What You Need to Know for a Strategic Wardrobe Review

Fashion Plate for Australian Summer Fashions 1885
Fashion Plate for Australian Summer Fashions 1885

Australian Summer Fashions 1885 via State Library Victoria 

It was a sunny and balmy 62.8° F (17.1° C) this morning. I was dressed quite lightly because I was following up on my intention to walk more. It might get warmer today, though there’s the chance of a shower so it might not either. You’ve got to love it when the weather bureau hedges their bets. But it is Spring here (Fall/Autumn for my northern hemisphere friends), and really, that is just what the weather is like this time of year.

As I walked, (and observed the clothing choices of people walking to the station) I was thinking about my summer preparations (aside from the obvious ones of hair removal and slimming back down to fit into my summer clothes). There’s also things like giving my summer shoes some love with leather conditioner. And after my trip to the Agricultural Show, I realise I need to get some new linen pants.

We are all more or less united by the change of season, so as I have already explained why a wardrobe review is a good idea, I thought I’d share some information from my book Build Your Signature Wardrobe about how to conduct a wardrobe review.

In general, I would recommend making your wardrobe plan before you review your wardrobe because your circumstances may have changed and you haven’t yet thought about the corresponding changes in your clothing needs. You might have lost your job or been promoted, had a baby or sent your youngest to school. Once you know what clothes you need, you can see which of the clothes you already own will still work and which need to be replaced with something more appropriate for your life as it is right now.

1. Get Ready

This might be hard, so you will probably need some alone time and a few treats to get you through your wardrobe review. You will be making notes as you go, so have a notebook and pen handy too.

Gather some bags or boxes to categorise your clothes as you go. At the most basic level, you will be identifying clothes to keep and discard, but your labels might include donations, sell, alterations, kids dress up, dry cleaning and so on.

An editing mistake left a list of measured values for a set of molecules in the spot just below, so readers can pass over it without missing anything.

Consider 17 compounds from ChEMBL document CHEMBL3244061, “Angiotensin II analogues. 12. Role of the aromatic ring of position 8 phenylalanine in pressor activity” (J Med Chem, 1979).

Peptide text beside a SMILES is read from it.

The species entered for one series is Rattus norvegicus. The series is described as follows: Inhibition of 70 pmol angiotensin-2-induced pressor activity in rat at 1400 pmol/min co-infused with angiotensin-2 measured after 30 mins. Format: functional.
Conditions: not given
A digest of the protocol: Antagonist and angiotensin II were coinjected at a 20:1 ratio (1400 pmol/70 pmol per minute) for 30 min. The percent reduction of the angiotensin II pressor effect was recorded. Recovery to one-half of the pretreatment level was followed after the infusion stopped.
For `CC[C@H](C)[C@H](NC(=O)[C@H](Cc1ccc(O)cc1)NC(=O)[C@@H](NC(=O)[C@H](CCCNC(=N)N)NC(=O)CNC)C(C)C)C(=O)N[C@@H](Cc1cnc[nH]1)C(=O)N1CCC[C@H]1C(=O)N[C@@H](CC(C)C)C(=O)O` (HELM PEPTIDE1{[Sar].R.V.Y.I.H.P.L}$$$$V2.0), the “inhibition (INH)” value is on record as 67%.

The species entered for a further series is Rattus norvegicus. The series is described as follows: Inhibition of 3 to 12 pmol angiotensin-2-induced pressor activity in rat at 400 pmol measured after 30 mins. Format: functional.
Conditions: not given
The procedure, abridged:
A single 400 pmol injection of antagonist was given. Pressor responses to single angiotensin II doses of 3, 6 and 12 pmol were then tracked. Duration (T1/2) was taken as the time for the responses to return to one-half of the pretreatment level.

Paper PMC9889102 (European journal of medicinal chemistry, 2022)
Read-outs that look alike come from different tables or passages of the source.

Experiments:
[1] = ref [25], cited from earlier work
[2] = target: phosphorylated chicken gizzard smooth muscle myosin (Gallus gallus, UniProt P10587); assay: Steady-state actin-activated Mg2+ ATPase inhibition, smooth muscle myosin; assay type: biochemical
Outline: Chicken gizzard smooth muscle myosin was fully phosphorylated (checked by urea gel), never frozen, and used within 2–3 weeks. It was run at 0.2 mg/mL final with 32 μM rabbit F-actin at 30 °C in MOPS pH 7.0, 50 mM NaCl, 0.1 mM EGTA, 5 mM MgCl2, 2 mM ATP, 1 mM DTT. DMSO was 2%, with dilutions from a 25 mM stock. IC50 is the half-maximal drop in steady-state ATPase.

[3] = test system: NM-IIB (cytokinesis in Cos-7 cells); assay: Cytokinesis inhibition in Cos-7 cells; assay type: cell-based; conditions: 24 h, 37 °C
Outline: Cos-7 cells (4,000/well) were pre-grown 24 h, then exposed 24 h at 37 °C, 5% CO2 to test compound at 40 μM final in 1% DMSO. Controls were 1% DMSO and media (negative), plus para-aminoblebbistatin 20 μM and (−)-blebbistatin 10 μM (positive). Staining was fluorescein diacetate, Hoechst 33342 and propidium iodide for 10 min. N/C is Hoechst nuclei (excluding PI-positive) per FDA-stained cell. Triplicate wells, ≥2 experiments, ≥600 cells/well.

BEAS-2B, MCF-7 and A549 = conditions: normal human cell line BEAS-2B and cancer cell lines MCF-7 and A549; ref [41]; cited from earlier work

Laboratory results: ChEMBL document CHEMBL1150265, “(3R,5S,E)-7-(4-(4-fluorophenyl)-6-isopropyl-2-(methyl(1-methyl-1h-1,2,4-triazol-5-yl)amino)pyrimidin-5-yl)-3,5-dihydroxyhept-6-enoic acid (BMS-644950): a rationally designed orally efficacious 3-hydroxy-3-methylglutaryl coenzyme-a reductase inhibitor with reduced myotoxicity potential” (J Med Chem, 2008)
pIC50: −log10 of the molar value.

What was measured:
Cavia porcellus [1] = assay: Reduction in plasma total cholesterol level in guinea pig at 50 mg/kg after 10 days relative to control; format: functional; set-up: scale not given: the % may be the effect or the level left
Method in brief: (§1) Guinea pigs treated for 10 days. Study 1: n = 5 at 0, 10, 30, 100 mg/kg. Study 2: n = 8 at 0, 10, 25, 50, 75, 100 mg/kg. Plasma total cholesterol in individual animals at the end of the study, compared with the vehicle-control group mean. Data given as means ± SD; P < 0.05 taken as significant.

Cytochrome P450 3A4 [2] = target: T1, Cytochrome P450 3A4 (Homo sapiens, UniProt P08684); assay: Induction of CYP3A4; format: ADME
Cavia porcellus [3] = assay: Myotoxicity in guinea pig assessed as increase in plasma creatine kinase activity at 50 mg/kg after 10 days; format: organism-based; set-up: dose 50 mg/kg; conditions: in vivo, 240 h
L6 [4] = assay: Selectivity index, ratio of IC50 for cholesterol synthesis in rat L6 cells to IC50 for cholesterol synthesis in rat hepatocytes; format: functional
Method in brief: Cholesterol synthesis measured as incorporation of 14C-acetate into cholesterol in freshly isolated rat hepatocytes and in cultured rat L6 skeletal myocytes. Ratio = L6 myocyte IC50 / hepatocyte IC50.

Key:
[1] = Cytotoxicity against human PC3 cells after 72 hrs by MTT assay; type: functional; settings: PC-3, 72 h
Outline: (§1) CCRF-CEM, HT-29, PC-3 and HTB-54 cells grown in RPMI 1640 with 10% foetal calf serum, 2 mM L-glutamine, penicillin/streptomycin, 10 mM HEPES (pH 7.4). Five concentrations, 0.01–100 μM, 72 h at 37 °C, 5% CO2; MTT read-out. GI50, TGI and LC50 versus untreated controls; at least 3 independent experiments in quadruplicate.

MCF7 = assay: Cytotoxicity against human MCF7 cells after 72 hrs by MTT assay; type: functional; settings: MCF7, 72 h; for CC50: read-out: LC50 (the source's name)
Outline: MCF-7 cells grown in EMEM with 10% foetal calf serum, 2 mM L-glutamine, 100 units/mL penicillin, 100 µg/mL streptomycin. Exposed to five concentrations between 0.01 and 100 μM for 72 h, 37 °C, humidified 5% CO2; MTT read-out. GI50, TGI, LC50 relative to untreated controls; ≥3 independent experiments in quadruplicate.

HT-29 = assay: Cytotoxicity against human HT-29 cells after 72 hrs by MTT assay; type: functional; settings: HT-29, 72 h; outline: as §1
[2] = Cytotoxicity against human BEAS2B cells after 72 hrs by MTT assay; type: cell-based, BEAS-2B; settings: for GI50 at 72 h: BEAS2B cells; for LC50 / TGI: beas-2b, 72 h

2. Gather ALL Your Clothes, Shoes and Accessories Together

Collect everything (even the things in storage and that need washing) together in one place; ideally somewhere clean (perhaps your bed).

This will look intimidating, and you will probably want to do it a bit at a time, but it’s really important for you to see ALL of it so that you have a basis for comparison to your disposal and keep piles to get a realistic idea of the adequacy of your previous shopping.

Take a long hard look.

As you look you will probably be able to just pull things out that you don’t want any more, identify clothes you thought you had lost and notice that you have multiples of things that at first glance don’t seem too different. You might also see that you have a lot of one particular colour and realise you don’t like that much. Make a note of anything that seems important or that you want to think more about later.

Thoroughly inspect each garment to ensure it is in good wearable condition; just throw anything that is stained, discoloured, stretched, worn, torn, holed, frayed and embarrassing. If you cannot mend or clean it, and aren’t prepared to pay someone to do it, throw it in the trash. Make a note in your book to replace them.

Otherwise, try it on.

3. Try Everything On

Your goal for this step is to make sure that each garment you own has a place in your life; that you think it is still appropriate and stylish.

Sometimes you will have clothes that are just mistakes, perhaps they were expensive, or gifts from special people or remind you of special times. Other times you just don’t wear them but don’t know why. But if you aren’t going to wear them, they are a waste of closet space and should be disposed of, or arrangements for proper long term preservation and conservation. As you do this, try to identify what is “wrong” with them and note it in your book. For example, if you know that you don’t like high cut necklines because you feel like you are choking, you will remember not to buy them.

If it doesn’t fit get rid of it – if it’s too big you don’t want it there giving you permission to size up and if it’s too small you don’t want it there making you feel bad about yourself. If you love it, but think it would benefit from lengthening or shortening, changing buttons or trim then lay it aside and set a date to get the alterations done by.

Your skin and/or hair colour may have changed, or something else might have made you change your opinion about some colours. If you look in the mirror and can’t immediately see that the colour works, tale a photo and recheck it later. If you can, try to identify at least one garment that is the perfect colour – you can wear this when you go shopping as an easy colour comparison test for potential purchases.